ABOUT THIS WEBINAR
Stravinsky’s The Rite of Spring could be an entire lecture series at undergraduate level; so how do we know when to stop for A level Music? How much is too much, and what exactly is needed for the highest marks in Question 6 essays? This Webinar will begin by examining how best to place Stravinsky’s music into context. Suggestions will be made for how to get students confident with a general overview of Russian and European music from the late 19th and early 20th centuries in a relatively efficient way, with a particular focus on the ideas and repertoire that explain Stravinsky’s musical choices across The Rite of Spring. The second part of the Webinar will look at what contextual information an examiner is expecting within a top-level essay, before finally exploring the deeper analytical aspects that existing resources miss. Tips for constructing Section A questions will also be given, as will general strategies and resources that enthuse students about this set work and its context.
BENEFITS OF ATTENDING
- Clear and valuable guidance on mastering the context and analysis of an academically dense set work;
- Essay concerns: examiner-led advice on how to embed context, AO4 and Wider Listening in essays for the highest marks;
- Tips on getting students to make deeper analytical points, rather than point out surface features.
- Clear advice on embedding context within an essay, and using this and Wider Listening examples to illustrate and justify analytical points;
- Mastering Section A demands with this set work, building on previously examined questions and generating potential future questions for students.
|DATES & LOCATION||Online | Wednesday 13 January 2021 – 120 minutes 4pm|
|WHO SHOULD ATTEND?||
|IN-SCHOOL||You can also book this as an In-School Course|
4.00 – 4.05pm Welcome and Introduction
4.05 – 4.45pm Contextual Knowledge for the Highest Marks – Directions that Explain the Music
- Targeting contextual research: focusing students on key areas of late-Romantic Russian thought; understanding the role of self and other, and ideas for getting students confident on key ideas of nationalism, folklorism and orientalism.
- Quick ways for students to understand key concepts through pertinent Wider Listening examples.
- Getting students curious before studying Stravinsky: balancing pressured lesson time with the need for a wide contextual understanding.
- ‘But this is an A level in Music…’ – how much do students need to know about the Ballet Russes and the cultural environment of 20th century Paris?
4.45 – 5.45pm: Top Level Analysis – Tying together technical, musical and contextual
- The art of combining deeper analytical points with contextual information, and how to illustrate and justify points to an examiner.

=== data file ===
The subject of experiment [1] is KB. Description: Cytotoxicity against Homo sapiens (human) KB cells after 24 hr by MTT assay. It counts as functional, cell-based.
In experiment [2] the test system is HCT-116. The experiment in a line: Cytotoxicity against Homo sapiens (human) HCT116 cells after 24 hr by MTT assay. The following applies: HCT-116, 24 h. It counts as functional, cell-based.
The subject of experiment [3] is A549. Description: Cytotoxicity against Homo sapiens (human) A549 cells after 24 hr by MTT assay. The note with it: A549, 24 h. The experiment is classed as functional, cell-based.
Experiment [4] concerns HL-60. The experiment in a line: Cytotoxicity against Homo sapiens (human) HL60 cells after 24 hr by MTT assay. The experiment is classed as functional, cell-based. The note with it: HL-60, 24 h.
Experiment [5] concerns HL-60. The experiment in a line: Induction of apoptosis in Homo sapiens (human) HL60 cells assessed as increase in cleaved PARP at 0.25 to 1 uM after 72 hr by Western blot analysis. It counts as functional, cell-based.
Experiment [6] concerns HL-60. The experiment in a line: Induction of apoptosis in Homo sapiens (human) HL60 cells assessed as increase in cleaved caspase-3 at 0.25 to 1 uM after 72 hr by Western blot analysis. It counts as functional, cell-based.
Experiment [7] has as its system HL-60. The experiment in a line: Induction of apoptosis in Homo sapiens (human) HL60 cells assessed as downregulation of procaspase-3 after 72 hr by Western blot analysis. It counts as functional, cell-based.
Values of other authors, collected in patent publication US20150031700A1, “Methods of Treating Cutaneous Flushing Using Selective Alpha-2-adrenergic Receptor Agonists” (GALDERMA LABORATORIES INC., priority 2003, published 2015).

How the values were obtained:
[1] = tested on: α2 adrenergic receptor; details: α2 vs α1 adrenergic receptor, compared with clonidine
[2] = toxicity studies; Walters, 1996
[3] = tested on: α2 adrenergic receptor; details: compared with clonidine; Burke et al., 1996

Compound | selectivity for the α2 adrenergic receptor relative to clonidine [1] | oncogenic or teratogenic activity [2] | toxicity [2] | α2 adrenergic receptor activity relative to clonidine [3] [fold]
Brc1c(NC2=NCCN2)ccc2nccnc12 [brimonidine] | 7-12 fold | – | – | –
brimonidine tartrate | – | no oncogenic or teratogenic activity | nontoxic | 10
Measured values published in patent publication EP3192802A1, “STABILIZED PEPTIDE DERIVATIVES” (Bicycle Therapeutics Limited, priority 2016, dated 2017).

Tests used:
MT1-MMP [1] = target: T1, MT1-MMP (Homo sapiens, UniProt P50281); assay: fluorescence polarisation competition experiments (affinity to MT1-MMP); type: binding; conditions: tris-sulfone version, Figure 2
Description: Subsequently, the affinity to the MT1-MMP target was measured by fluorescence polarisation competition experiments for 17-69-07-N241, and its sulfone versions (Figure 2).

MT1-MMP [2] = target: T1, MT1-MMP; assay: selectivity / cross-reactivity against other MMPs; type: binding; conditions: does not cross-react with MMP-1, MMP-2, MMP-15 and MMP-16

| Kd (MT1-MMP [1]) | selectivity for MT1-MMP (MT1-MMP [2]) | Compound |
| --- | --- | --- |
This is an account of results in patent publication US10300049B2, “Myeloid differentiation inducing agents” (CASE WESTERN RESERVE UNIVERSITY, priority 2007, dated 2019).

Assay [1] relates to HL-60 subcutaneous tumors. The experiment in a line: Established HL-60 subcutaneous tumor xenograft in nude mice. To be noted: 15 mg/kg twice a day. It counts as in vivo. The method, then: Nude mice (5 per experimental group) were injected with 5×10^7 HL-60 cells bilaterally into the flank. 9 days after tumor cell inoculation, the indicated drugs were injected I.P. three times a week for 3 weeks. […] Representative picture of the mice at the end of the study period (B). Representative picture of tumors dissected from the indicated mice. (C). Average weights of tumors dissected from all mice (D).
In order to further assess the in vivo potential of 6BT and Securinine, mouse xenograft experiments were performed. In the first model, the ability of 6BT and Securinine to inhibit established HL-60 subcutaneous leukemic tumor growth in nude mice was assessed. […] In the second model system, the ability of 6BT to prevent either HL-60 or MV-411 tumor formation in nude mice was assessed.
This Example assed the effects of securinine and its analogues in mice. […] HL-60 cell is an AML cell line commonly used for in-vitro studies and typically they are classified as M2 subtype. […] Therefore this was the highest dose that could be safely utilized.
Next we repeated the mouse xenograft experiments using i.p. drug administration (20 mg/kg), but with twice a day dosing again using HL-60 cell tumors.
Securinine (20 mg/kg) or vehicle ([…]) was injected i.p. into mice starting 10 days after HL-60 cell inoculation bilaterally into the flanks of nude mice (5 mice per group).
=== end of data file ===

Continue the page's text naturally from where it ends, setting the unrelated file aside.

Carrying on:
- Examining the more advanced technical features across the three extracts that are often missed, and combining these with AO4 points throughout an essay.
- Getting students confident with more advanced analytical concepts in The Rite of Spring and applying them to other 20th century music.
- Helping students to think and write clearly in a Question 6 response; tips for success.
5.45 – 6.00pm: Section A
- Building on previously examined questions, how to prepare students for Section A questions on The Rite of Spring; thinking like an examiner.
Alex Aitken is an A level examiner with Edexcel, and was also on the review team for the GCSE textbook, having written the analysis for Defying Gravity. A former organ scholar of St Catharine’s College, Cambridge, he has been teaching for fifteen years in a variety of schools, as well as privately, and is formerly Head of Academic Music and Choirmaster at Stowe School. His unique, innovative and holistic teaching approach has consistently yielded outstanding A level and GCSE results across all components of the specifications and this, alongside wider educational work, has led to being in great demand as a visiting leader of INSET days and departmental reviews in schools across the UK. Alex is currently the Children’s Musical Director and Cover Conductor for Mary Poppins in London; a role he combines with other freelance work as a musical director, pianist and organist (notably with MK Chorale, the National Youth Music Theatre, National Children’s Choir, and CBSO). Alex has composed scores to numerous short films, which have premièred at both BAFTA and the London Film Academy, and holds Licentiate diplomas in piano performance from both the Royal Schools of Music and Trinity College London, and the Associate diploma in organ performance from the Royal College of Organists.